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Police Clash With Protesters as Anti-Austerity Movement Shakes Up UQAM

© Flickr / Gerry LauzonAnti-austerity demonstrations continued Thursday in Quebec, the day after the occupation of a university building by student protesters led to a late night police raid.
Anti-austerity demonstrations continued Thursday in Quebec, the day after the occupation of a university building by student protesters led to a late night police raid. - Sputnik International
Anti-austerity demonstrations continued Thursday in Quebec, the day after the occupation of a university building by student protesters led to a late night police raid.

Broken glass and some clean-up operations meant that classes were cancelled Thursday in the University of Quebec at Montreal (UQAM) building which was occupied Wednesday night by around 250 protesters. The students had been registering their discontent over the arrest of 20 or so fellow anti-austerity protesters who had interrupted classes earlier in the day.

The University had won a 10-day court injunction, starting Wednesday, against blocking building access as part of protests. Students decided on the occupation, barricading themselves inside the J.A. DeSève building, after the administration asked the police to enforce the injunction.

Tear gas and pepper spray were used against protesters and by the time the building was cleared, one student was arrested for assault and five police cruisers were vandalized. 

Elsewhere on campus Wednesday, classes continued, but there were some interruptions following a silent protest earlier in the day. 

Masked students tried to interrupt classes but were eventually escorted out by security guards. 

Austerity: "It Affects All Aspects of My Life"

The students are just one of the groups mobilizing recently in Quebec to protest austerity measures proposed by the provincial government which include cuts to health care, some pensions, day care services and yearly tuition hikes. 

"I’m here to demonstrate against all aspects of austerity: the cuts, the hikes, the different fees, all happening in education, in childcare, in the health system," Julien Daigneault, a 31-year-old student at UQAM told the Montreal Gazette at a protest the previous week.

"I have a daughter, maybe my childcare fees will increase. I’m also a student, and there are major cuts in education to the number of professors, to the number of rooms available for different courses. It affects all aspects of my life.”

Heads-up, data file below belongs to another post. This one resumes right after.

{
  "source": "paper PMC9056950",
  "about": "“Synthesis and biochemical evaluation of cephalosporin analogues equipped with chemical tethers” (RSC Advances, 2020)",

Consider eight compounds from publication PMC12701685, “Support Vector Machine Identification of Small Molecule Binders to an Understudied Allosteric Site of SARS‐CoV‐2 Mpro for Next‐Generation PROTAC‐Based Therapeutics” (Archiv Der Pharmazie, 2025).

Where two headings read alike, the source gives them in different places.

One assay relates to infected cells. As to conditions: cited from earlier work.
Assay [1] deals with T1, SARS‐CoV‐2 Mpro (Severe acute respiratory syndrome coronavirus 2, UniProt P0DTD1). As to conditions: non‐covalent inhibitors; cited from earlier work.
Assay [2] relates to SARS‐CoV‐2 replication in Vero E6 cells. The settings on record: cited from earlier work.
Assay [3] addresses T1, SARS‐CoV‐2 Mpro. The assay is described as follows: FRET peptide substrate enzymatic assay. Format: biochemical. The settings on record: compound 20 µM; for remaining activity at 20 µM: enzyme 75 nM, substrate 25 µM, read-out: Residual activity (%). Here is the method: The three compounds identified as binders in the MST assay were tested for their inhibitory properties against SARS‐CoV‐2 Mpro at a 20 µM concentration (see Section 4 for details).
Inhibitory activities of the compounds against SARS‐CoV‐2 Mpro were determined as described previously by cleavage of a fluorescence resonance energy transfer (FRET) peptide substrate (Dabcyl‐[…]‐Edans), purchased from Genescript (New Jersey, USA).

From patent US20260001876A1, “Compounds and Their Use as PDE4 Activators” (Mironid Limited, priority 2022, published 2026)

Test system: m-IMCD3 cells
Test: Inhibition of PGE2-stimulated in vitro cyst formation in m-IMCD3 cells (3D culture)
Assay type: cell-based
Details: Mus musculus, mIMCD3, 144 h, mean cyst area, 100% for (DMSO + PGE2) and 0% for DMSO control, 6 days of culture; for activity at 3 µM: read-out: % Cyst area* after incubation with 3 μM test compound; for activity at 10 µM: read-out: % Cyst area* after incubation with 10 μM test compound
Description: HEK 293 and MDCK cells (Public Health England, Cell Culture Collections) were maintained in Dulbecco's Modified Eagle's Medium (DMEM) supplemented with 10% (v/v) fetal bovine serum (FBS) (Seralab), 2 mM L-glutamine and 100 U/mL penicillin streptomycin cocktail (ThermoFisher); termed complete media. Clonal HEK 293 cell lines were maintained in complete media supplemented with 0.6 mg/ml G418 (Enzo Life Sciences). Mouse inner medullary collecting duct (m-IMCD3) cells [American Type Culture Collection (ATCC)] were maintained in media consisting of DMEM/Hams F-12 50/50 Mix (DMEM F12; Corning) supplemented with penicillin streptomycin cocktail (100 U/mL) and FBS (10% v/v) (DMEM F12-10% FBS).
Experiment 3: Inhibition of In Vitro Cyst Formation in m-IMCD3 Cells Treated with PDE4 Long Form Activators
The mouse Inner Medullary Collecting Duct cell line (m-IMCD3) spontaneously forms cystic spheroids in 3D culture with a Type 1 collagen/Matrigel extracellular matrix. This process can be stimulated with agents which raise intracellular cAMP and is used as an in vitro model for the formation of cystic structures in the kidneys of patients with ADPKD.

In 2012's "Maple Spring," massive student demonstrations against tuition hikes across the province gained widespread public sympathy and built successful opposition to the reigning Liberal Party government. They lost the subsequent election to the Parti Québécois and the tuition hikes were nixed.

This time around there has been some fracturing of that strong student movement. This round of protests is battling cuts on many fronts and also incorporating environmental protests, such as the Act on Climate march slated for Saturday in Quebec City.

"Obscenely Large Police Presence"

The response of police to the anti-austerity protests made headlines for perceived heavy-handedness even before the this week's raid. 

In late March, video emerged of 18-year-old student protester Naomie Trudeau-Tremblay being shot in the face with a tear gas canister at nearly point-blank range. 

"I was gasping for air…I lost consciousness," Trudeau-Tremblay told CBC.

When police cleared the occupied DeSeve building on Wednesday, they smashed through windows and deployed tear gas and pepper spray. 

One protester wrote on Instagram that "we watched the obscenely large amount of police, many in full riot gear surround the building and periphery. Given my involvement in #ggi 2012, arrests & police abuse I steered clear but there's no escaping the tear gas brigade."

The incident has drawn criticism of the university administration, with some calling for the resignation of Rector Robert Proulx.

"The rector is playing both the arsonist and the fireman. He’s pretending to deal with the conflict but in reality he is contributing to the escalation of the conflict," UQAM sociology professor Marcos Ancelovici told the Toronto Star. 

There are also disagreements amongst the students themselves over tactics for demonstrations on campus, with some favoring a disruptive student strike and others insisting classes continue for those who want to study. 

Others object to the destruction of campus property, like the Twitter commenter below who called it "disgusting."

Amid the conflict, some have been calling for the establishment of a right to strike for students, similar to that used by union members to vote on proposed strike actions. But Education Minister François Blais said told the Montreal Gazette no such mechanism was on the agenda. 

“It’s been clear from the start … that we will never recognize the rights of certain people — even after a democratic process — to prevent other people from studying.”

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